Imran Khan Niazi Early Biography and Education
Imran Khan was born on the 25th of November, 1952 in Lahore, NE Pakistan, the son of Ikram Ullah Khan Niazi and Shaukat Khanum. His family is Punjabi speaking of Pathan origin. Khan, as a boy, was a bit shy. He had four sisters and together they grew up nurtured in an upper–middle class ambience. He received good education in Lahore at a Cathedral School.
Later on, he studied at the Royal Grammar School Worcester in UK. At this school, he showed a good grasp of the game of cricket. Later on, he went back to Pakistan to continue his studies at Aitchison College in Lahore. He enrolled later on at Keble College, Oxford, where he took up Philosophy, Politics, and Economics. He subsequently graduated with a degree (second class) in Politics and Economics.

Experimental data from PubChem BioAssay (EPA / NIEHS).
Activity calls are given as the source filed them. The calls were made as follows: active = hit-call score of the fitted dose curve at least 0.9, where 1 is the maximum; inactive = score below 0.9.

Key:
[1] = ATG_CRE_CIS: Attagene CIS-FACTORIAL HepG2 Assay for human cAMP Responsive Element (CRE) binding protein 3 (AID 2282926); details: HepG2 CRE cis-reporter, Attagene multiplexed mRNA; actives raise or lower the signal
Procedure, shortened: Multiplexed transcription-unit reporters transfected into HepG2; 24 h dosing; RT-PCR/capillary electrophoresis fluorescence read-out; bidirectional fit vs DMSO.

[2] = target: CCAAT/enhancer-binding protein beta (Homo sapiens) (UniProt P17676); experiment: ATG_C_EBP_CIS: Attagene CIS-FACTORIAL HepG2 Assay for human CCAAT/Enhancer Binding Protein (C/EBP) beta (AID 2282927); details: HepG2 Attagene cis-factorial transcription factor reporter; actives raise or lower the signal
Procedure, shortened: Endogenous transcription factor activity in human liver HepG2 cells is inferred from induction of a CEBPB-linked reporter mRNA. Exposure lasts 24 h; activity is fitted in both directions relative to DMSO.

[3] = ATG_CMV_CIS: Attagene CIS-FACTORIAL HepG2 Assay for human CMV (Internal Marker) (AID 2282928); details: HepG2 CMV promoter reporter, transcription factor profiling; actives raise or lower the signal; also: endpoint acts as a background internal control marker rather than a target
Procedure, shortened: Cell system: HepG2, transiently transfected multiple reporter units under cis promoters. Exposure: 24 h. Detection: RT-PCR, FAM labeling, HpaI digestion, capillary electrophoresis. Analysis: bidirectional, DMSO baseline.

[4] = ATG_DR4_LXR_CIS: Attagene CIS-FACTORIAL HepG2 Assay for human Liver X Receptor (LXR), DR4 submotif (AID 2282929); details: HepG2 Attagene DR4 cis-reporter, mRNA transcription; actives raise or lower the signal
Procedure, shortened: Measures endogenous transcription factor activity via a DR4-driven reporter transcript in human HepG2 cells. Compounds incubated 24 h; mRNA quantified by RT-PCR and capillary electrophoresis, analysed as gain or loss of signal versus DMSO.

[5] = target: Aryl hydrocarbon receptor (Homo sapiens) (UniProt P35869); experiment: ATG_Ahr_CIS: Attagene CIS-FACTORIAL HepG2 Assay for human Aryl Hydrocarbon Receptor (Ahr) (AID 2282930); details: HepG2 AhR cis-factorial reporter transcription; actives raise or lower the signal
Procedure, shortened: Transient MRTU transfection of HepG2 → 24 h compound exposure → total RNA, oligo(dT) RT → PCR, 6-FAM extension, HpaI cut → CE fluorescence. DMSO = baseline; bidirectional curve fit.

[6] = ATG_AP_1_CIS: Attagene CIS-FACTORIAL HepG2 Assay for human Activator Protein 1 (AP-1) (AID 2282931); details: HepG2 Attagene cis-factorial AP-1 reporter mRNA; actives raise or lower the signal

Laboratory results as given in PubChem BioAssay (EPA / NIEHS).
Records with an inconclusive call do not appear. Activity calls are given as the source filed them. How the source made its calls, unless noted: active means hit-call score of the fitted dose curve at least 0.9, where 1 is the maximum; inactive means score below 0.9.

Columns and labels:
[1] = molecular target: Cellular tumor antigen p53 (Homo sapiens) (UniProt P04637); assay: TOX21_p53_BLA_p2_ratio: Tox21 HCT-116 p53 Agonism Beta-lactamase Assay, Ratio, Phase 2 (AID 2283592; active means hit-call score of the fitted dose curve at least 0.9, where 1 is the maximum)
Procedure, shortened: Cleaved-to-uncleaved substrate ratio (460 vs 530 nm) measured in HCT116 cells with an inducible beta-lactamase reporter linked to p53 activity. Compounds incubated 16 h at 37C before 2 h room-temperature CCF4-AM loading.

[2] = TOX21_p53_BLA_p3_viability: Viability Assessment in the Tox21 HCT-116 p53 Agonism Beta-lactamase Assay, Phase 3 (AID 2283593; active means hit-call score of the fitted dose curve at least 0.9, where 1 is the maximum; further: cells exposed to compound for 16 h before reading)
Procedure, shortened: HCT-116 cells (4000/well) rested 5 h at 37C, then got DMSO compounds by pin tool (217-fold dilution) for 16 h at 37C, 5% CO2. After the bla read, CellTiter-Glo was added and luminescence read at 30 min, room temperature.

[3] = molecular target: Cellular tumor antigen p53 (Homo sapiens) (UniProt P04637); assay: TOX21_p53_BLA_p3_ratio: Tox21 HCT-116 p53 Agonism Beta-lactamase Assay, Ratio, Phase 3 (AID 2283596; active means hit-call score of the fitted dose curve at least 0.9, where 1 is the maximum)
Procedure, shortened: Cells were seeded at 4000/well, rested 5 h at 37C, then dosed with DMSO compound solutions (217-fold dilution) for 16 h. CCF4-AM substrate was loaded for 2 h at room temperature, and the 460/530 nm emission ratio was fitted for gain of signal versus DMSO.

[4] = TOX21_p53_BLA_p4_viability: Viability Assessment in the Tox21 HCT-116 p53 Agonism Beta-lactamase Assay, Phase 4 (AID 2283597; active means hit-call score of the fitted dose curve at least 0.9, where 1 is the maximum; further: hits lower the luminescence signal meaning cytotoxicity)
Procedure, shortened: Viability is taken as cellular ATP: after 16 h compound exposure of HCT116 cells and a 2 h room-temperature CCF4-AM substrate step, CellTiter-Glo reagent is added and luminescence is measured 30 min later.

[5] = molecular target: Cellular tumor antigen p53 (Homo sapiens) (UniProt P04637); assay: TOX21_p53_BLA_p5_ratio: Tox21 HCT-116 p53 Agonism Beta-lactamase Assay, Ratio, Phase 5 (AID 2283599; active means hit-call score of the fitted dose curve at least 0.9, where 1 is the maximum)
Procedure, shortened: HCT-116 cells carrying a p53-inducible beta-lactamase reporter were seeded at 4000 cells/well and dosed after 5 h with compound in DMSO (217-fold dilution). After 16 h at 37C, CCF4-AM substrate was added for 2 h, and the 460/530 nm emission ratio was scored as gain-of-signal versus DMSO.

Khan made his first-class cricket debut at the early age of 16 in Lahore. At the onset of 1970, he was already playing for the team of Lahore A in the years 1969 to 1970; likewise, he also suited up for Lahore B from 1969 to 1970. Moreover, from 1970 to 1971, he played for the Lahore Greens and later on for the Lahore (1970-1971).
He was a member of Blues Cricket Team of Oxford University and played in the 1973 to 1975 seasons. During his stint at Worcestershire, he was categorized as an average medium pace bowler.
Early Career as Cricket Player
He also represented Dawood Industries (1975-76) and the Pakistan International Airlines from 1975 to 1976 and from 1980 to 1981. He later on played for Sussex from 1983 to 1988. However, it was in 1971 that Khan first played in his Test Cricket at Birmingham against England.